CONCORD — New Hampshire likely would limit hours for restaurant dining or visits to bars rather than close those businesses in the event of a new surge in COVID-19 cases, Gov. Chris Sununu said.
At his briefing Tuesday, the governor faced a variety of questions about the prospect of rising cases, which have occurred in more than 35 states in recent weeks.
“We are very fortunate to be in the Northeast, but we shouldn’t take it for granted,” Sununu said. “We are going to have outbreaks. The key is how do we manage them?”
Governors in many states have blamed spikes in COVID-19 cases on crowded gatherings in bars and restaurants, especially late at night.
“We don’t want to be in a position where we pull back too far. Limiting hours might be the better way to go rather than just closing down again,” Sununu said. “A shutdown is really the action of last resort.”
Sununu has yet to act on the recommendation of his Economic Reopening Task Force to further restore indoor dining in restaurants.
Restaurant dining in the six southern counties with most of the COVID-19 cases has been limited to 50% capacity.
Industry leaders say because tables have to be 6 feet apart, they are actually operating at less than 50% capacity.
Two weeks ago, the panel urged Sununu to permit restaurant owners in Hillsborough, Rockingham, Merrimack, Strafford, Cheshire and Sullivan Counties to go to 100% capacity indoors.
Sununu said he has spoken with governors in neighboring states as well as states dealing with case surges to learn about their experiences.
“Governor (Doug) Ducey made some difficult decisions the other day,” Sununu said of Arizona’s Republican governor.
In response to surging cases and hospitalizations, Ducey announced a “one-month pause” in reopening his state, which led to closing bars, gyms, movie theaters, water parks and tubing rentals until the end of July.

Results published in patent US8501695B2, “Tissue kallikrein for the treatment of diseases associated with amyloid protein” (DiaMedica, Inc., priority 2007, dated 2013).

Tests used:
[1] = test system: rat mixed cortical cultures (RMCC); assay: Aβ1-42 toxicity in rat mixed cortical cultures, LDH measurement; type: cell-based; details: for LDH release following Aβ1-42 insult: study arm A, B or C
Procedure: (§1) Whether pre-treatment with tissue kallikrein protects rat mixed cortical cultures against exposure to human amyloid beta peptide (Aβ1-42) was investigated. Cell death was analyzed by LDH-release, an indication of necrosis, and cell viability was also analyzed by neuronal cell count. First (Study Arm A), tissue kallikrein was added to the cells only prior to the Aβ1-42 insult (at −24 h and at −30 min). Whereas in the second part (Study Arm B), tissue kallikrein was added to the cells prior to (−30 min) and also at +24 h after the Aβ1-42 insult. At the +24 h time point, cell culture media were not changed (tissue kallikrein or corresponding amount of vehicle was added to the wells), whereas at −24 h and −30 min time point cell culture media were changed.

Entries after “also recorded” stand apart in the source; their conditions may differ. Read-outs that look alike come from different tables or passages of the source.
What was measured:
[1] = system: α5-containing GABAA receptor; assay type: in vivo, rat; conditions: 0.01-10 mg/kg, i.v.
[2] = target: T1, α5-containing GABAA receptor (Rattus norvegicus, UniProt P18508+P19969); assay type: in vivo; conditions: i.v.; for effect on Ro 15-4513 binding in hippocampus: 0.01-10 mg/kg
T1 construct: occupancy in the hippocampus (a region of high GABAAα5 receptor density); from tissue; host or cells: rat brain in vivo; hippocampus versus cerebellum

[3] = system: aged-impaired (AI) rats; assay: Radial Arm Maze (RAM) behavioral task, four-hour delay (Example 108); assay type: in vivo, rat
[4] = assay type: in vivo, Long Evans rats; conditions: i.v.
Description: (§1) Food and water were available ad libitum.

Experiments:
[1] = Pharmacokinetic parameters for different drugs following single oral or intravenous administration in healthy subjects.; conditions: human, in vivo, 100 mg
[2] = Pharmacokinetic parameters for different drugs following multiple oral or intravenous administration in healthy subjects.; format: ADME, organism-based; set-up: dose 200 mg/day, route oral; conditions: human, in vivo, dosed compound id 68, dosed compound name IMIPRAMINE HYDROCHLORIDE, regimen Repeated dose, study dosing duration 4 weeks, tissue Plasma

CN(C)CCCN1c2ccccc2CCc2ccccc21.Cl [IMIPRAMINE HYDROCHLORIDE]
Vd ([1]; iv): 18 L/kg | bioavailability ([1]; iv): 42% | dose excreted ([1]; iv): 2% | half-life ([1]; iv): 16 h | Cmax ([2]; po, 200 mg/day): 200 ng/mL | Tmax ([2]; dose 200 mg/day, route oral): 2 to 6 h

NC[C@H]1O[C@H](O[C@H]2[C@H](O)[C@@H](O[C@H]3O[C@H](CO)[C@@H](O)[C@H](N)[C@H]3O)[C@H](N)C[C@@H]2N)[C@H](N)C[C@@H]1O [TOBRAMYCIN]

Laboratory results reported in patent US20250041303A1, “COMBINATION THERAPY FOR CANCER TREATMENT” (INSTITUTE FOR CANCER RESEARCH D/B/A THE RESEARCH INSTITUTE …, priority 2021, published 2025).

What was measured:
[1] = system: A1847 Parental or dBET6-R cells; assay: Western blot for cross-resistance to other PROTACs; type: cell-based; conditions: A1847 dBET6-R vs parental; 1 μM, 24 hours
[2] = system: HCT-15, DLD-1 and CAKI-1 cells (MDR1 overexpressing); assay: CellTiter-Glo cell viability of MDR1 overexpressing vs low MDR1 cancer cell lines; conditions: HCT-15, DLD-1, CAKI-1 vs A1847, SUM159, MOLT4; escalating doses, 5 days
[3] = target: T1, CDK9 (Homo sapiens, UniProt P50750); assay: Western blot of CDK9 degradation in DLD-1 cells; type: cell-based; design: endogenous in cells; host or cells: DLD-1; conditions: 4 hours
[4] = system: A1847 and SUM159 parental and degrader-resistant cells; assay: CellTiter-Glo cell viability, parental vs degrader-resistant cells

Arizona has had nearly 80,000 cases of COVID-19 and more than 1,600 deaths.
COVID-19 test rate
For the past week, New Hampshire has averaged about 30 positive cases of COVID-19 a day, with a positive result for 2% to 3% of those tested.
“We are all feeling tired of this pandemic. I want to acknowledge that fact,” said State Epidemiologist Dr. Benjamin Chan. “But what works are the protocols we have talked so much about, which are sound hand-washing practices, face coverings and maintaining social distancing.”
Sununu has opposed creating a mandate to wear masks while in public but has praised citizens for using them for the most part.
“I was in a Target over on the Seacoast on Sunday morning, and every single person I saw was wearing a mask. It was earlier in the morning, and maybe that made a difference,” Sununu said.
“But I have seen it myself that there are situations where many are not wearing masks. It can be hit-or-miss.”